Feb. 4, 2004
NHTSA Rollover Program Is Inadequate
Statement of Public Citizen President Joan Claybrook
The new rollover ratings issued today by the federal government start the ignition but don’t get the car out of the driveway. First, the National Highway Traffic Safety Administration (NHTSA) has never set a minimum stability standard, so vehicles can be perilously tippy – earning just two or three of five possible NHTSA stars – and still be sold. Second, the existing roof crush standard is wholly inadequate and must be upgraded. Third, this information about how likely select vehicles are to roll over is now available only on the Department of Transportation Web site – not on the window sticker.
It is a positive step that the new ratings for these 22 vehicles are now based on road tests that simulate emergency maneuvers in addition to calculations about how rollover-prone vehicles are. A dynamic test is an improvement because it will allow future tests to reflect safety enhancements from vehicle stability technologies.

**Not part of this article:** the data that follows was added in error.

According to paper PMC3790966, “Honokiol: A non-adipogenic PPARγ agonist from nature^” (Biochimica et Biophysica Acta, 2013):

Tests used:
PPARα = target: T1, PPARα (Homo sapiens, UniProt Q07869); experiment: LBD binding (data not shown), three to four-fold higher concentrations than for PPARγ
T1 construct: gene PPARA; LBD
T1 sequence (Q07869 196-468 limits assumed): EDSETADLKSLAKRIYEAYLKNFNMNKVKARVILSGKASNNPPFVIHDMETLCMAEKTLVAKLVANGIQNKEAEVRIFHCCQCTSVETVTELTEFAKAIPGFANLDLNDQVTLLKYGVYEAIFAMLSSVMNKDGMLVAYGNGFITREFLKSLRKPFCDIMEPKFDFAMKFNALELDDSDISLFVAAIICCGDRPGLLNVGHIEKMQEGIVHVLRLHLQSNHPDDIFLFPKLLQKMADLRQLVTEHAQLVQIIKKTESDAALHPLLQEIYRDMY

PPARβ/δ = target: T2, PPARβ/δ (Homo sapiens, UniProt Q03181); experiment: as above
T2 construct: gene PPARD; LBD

However, the star ratings are misleading. Two stars may be interpreted as a good or safe rating. However, a vehicle that receives two stars has a 30 to 40 percent chance of rolling over in an emergency maneuver. A vehicle that earns just one star has a greater than 40 percent chance of rolling over in that maneuver. A vehicle that earns one or two stars is not safe and should not be on the road.
There are ways to bolster this consumer information program. The first is contained in NHTSA reauthorization legislation (S. 1978) scheduled to be heard on the Senate floor next week. The bipartisan measure, sponsored by U.S. Sens. John McCain (R-Ariz.) and Ernest Hollings (D-S.C.), would require the government to establish a minimum rollover prevention standard. This would ensure that dangerously rollover-prone vehicles would not be allowed on the road in the future. The bill also requires a new standard for vehicles that do roll over to protect occupants from death and injury with such critical improvements as stronger roofs, side head air bags, safety belts that tighten during a rollover, and improved side window glazing. A second bill, sponsored by Sen. Mike DeWine (R-Ohio), would require the star rating information to be placed on new vehicle window stickers, so the information is readily available to potential buyers at the dealership. Congress should pass these bills. In the meantime, automakers should focus on improving the design of vehicles to ensure they do not roll over and that people will survive if they do.
* Note: Joan Claybrook was NHTSA Administrator from 1977-1981.